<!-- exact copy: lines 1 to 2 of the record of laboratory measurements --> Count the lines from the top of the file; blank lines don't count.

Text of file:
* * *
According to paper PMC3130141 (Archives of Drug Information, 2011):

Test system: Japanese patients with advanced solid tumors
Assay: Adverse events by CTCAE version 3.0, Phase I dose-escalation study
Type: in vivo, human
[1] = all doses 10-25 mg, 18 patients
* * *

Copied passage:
According to paper PMC3130141 (Archives of Drug Information, 2011):

Test system: Japanese patients with advanced solid tumors